Johann Vallerius – did he teach Leibniz' theories?
Johann Vallerius succeeded his father Harald as professor of mathematics in 1712. He had already had the opportunity to teach at the University as an adjunct. There are a number of dissertations written by Johann that treat the infinitely small. However, he did not leave behind any works dealing with differential calculus or the theory of fluxions. On the other hand, the catalog of what lectures were to be held states that Johann Vallerius would be lecturing privately (that is, in his home) about ”Geometria Analysin Finitorum&infinitorum, Calculum differentialem, Rectificationem Curvarum.”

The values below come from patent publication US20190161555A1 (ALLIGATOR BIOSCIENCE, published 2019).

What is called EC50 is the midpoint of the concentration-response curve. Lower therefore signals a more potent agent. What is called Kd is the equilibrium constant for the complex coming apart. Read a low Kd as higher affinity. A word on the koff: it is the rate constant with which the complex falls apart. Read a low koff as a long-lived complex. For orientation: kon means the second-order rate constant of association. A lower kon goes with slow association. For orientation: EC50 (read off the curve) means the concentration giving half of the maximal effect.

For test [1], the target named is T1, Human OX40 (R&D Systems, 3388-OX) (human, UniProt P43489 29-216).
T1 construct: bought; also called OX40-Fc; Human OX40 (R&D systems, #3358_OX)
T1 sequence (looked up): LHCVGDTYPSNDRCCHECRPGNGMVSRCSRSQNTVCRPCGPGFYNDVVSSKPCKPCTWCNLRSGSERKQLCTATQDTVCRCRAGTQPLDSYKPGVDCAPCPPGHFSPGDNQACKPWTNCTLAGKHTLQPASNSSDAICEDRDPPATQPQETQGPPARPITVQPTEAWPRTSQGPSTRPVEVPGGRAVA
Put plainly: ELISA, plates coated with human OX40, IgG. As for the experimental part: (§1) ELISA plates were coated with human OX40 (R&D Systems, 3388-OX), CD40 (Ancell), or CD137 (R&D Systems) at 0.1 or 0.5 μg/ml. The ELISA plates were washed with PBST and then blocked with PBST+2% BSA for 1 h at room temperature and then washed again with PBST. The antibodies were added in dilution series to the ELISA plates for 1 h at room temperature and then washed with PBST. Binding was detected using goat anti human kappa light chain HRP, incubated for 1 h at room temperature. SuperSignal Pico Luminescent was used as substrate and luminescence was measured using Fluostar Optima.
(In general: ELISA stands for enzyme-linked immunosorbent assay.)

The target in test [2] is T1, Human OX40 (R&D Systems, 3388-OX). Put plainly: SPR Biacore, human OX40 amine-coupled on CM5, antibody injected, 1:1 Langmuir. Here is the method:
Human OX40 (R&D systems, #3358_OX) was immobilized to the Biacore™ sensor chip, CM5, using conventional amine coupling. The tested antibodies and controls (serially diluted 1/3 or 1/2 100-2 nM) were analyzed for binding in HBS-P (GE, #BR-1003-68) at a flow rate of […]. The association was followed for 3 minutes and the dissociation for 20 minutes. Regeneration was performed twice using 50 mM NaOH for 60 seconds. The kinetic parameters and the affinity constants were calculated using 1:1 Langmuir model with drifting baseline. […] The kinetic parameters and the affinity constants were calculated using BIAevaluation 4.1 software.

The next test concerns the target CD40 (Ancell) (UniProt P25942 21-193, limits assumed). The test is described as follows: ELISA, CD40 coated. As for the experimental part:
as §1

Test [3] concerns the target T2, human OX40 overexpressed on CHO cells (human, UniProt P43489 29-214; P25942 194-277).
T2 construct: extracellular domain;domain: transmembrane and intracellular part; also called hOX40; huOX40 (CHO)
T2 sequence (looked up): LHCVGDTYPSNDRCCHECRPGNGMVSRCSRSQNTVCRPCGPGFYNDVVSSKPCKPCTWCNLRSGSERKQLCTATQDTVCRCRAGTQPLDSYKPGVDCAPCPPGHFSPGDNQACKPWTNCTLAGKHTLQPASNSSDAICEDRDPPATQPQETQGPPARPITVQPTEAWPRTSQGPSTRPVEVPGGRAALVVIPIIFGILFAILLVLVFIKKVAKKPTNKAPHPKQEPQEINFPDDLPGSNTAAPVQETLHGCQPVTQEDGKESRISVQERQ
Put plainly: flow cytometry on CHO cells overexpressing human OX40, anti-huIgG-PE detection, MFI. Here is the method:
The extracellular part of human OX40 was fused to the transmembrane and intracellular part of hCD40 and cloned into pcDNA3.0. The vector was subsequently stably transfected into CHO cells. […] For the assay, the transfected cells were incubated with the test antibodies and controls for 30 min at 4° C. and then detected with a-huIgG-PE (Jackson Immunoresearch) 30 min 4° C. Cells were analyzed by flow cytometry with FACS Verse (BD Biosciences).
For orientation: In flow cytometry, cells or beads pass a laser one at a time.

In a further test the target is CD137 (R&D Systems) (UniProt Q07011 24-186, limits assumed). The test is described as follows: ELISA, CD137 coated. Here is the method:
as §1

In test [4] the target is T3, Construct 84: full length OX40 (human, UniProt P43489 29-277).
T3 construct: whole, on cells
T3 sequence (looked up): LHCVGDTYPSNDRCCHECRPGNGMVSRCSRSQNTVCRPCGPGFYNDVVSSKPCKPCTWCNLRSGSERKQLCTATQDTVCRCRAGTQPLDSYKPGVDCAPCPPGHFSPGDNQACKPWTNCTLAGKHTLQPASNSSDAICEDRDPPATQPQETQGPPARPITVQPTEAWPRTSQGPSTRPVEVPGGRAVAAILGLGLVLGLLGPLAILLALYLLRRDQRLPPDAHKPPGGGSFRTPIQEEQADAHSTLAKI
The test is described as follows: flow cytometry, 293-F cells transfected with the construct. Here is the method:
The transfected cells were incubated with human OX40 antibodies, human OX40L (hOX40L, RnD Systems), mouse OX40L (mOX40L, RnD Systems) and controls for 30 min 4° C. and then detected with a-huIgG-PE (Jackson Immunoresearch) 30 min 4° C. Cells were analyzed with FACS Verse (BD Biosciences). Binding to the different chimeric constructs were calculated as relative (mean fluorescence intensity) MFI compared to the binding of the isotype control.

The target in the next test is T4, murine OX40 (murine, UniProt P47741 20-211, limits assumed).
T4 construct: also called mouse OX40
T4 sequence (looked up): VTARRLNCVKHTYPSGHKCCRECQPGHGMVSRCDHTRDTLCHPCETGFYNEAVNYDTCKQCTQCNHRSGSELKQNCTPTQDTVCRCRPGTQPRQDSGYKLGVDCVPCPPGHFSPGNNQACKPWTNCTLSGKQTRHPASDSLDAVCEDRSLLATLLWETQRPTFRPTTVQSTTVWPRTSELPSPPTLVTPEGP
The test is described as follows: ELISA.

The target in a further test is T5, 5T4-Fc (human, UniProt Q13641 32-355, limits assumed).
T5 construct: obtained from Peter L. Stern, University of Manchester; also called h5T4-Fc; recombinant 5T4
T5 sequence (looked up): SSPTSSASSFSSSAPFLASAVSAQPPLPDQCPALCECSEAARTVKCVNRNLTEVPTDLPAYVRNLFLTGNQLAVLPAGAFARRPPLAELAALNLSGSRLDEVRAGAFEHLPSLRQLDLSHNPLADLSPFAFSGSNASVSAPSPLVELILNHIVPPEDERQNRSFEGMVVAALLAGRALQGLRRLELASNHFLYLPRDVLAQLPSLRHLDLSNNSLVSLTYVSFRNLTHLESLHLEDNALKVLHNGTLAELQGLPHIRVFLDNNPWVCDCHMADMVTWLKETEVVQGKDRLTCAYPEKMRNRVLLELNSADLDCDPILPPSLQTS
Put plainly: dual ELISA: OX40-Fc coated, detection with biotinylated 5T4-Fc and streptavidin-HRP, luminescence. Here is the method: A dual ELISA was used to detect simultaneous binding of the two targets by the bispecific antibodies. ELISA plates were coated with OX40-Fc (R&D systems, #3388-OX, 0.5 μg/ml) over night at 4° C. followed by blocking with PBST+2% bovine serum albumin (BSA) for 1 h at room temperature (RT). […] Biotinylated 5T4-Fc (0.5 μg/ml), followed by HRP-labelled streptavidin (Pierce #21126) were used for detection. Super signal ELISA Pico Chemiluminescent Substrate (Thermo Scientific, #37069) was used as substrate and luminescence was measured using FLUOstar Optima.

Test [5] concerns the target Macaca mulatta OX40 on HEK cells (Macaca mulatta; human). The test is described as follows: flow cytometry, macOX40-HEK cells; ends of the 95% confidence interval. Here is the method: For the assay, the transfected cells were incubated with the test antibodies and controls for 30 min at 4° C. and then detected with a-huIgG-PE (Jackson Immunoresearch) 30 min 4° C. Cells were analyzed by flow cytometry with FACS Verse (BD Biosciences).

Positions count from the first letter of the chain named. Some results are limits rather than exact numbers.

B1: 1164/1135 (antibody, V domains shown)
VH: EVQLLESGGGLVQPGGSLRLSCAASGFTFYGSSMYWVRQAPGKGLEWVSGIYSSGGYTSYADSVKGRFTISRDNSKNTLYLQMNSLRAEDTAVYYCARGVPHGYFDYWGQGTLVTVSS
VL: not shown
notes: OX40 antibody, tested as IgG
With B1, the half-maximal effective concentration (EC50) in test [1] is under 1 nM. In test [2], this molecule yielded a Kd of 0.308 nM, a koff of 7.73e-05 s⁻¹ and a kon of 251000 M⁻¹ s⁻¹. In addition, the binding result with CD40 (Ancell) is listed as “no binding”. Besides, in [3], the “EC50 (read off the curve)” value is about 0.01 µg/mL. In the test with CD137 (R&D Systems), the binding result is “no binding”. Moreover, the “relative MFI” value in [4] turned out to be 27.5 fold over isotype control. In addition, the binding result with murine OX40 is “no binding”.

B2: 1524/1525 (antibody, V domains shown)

This indicates that Johann was prepared to teach parts of Leibniz' differential calculus. However, we do not know whether the lectures were ever really carried out, nor how much Johann really knew about the new calculus.
Johann Vallerius never had a chance to develop his knowledge of mathematics. He died of tuberculosis in 1718 at the age of 41.
This dissertation deals with the contact angle (also called the horn angle) that is the ”angle” between a circle and a tangent to the circle. Euclid states in Elements, book 3, theorem 16, that the contact angle is smaller than any rectilinear angle. We can therefore say that the contact angle is the only ”visible” infinitesimal.